Accumulation in cytoplasm by entry of extracellular QX-314.
Based on the changes in rectification produced by internal QX-314, coapplication of 10 mM QX-314 with capsaicin for 2–6 min produced accumulation of intracellular QX-314 to typical concentrations of 50–100 μM (and up to 200–500 μM in some cells). This agrees well with previous estimates of QX-314 accumulation based on the reduction of voltage-dependent sodium current (Brenneis et al. 2013). In the present experiments, the accumulation of internal QX-314 evoked by capsaicin clearly did not require pannexin channels because it was equally prominent and rapid when TRPV1 was expressed in C6 cells lacking pannexin expression. This fits well with previous evidence that accumulation of the cationic dye YO-PRO in TRPV1-expressing cells is not prevented by a wide range of agents that inhibit pannexins and gap-junction hemichannels (Banke et al. 2010; Chung et al. 2008).
Our experiments examined accumulation of QX-314 into DRG cell bodies. QX-314 is likely to accumulate to higher concentrations in TRPV1-expressing axons or nerve terminals, which have a much higher surface-to-volume ratio than cell bodies. The accumulation of QX-314 in our experimental configuration is also reduced by the diffusion of the entering QX-314 from the cell into the large volume of the recording pipette. Therefore, the levels of 50–100 μM intracellular QX-314 reached in our experiments probably considerably underestimate the concentrations that would be reached in nerve endings or in cell bodies that are not being dialyzed.
Implications for in vivo and clinical use.
These experiments were motivated by the concept of using TRPV1 channels as portals for delivering charged drug molecules into primary pain-sensing neurons to inhibit pain signaling in vivo selectively (Binshtok et al. 2007; Kim et al. 2010; Liu et al. 2011; Roberson et al. 2011), an approach recently extended to using light-controlled QX-314 derivatives (Mourot et al. 2012) and to using TRPA1 channels as portals (Lennertz et al. 2012). Our finding that QX-314 can enter through the standard pore and does not require pore dilation is likely advantageous for in vivo and potential clinical use because pore dilation typically requires large concentrations of agonist (Banke et al. 2010; Chung et al. 2008), which may be difficult to deliver and maintain in vivo (e.g., using perineural infusion to produce nerve block). High agonist concentrations also tend to produce rapid TRPV1 desensitization. Submaximal stimulation of TRPV1 allowing slow but steady entry of drug may therefore best optimize entry of QX-314 for therapeutic benefit in vivo.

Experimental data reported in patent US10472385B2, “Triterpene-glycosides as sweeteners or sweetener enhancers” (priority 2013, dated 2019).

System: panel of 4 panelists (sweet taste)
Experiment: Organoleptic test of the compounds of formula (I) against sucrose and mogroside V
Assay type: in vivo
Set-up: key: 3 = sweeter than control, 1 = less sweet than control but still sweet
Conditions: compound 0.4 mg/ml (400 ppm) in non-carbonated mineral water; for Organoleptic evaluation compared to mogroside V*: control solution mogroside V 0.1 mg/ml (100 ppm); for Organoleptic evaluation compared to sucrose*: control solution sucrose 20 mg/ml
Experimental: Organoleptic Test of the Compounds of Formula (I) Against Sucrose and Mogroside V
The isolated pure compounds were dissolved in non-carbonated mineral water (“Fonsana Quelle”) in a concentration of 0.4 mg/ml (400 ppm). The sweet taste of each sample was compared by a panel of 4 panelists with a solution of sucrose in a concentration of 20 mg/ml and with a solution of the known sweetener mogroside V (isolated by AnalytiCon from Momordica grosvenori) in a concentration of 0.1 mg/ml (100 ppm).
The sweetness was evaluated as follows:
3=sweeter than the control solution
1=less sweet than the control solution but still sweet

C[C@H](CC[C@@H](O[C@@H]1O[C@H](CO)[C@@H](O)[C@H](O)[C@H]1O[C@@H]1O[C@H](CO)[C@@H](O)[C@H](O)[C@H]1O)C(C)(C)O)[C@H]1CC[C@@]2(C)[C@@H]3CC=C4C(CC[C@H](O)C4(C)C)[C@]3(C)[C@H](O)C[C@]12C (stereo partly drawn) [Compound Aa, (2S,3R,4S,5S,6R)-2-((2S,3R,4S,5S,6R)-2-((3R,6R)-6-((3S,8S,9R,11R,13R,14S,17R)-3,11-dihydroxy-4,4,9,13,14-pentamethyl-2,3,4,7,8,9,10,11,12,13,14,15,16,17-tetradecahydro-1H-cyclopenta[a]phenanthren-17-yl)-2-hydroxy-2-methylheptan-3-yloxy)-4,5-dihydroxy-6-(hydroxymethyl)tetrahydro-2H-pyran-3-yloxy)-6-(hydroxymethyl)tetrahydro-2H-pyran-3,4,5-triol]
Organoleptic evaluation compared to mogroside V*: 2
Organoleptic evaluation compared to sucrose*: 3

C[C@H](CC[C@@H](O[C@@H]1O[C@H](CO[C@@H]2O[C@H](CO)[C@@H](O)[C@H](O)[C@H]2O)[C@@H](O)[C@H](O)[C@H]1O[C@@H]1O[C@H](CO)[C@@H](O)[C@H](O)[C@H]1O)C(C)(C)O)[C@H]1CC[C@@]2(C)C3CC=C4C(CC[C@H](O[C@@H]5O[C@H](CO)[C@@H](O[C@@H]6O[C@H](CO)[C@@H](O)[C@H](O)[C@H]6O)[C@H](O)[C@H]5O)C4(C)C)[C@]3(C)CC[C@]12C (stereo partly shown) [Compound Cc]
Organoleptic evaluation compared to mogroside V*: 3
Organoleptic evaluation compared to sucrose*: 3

This study was supported by the National Institute of Neurological Disorders and Stroke Grants NS-064254 and NS-072040.
Endo Pharmaceuticals has licensed technology from Harvard University, invented by Bruce Bean and Clifford Woolf, for using TRP-mediated entry of sodium channel blockers to produce analgesia. Drs. Bean and Woolf have received licensing fees and are eligible to receive royalties from potential clinical use of such technology.
M.P., A.M.B., S.B.O., C.J.W., and B.P.B. conception and design of research; M.P., G.-L.Y., and S.B.O. performed experiments; M.P. and B.P.B. analyzed data; M.P., A.M.B., S.B.O., and B.P.B. interpreted results of experiments; M.P. and B.P.B. prepared figures; M.P. and B.P.B. drafted manuscript; M.P., A.M.B., S.B.O., and B.P.B. edited and revised manuscript; M.P., A.M.B., G.-L.Y., S.B.O., C.J.W., and B.P.B. approved final version of manuscript.
Thanks to Dr. Tony Priestley (Endo Pharmaceuticals) for helpful discussions.
Present address of M. Puopolo: Dept. of Anesthesiology, Stony Brook Univ. School of Medicine, Stony Brook, NY 11794-8480.
Present address of A. M. Binshtok: Dept. of Medical Neurobiology, Institute for Medical Research Israel-Canada, The Hebrew Univ. Medical School, Jerusalem 91120, Israel.
Present address of S. B. Oh: National Research Laboratory for Pain, Dental Research Institute and Dept. of Neurobiology and Physiology, School of Dentistry, Seoul National Univ., Seoul 110-749, Republic of Korea.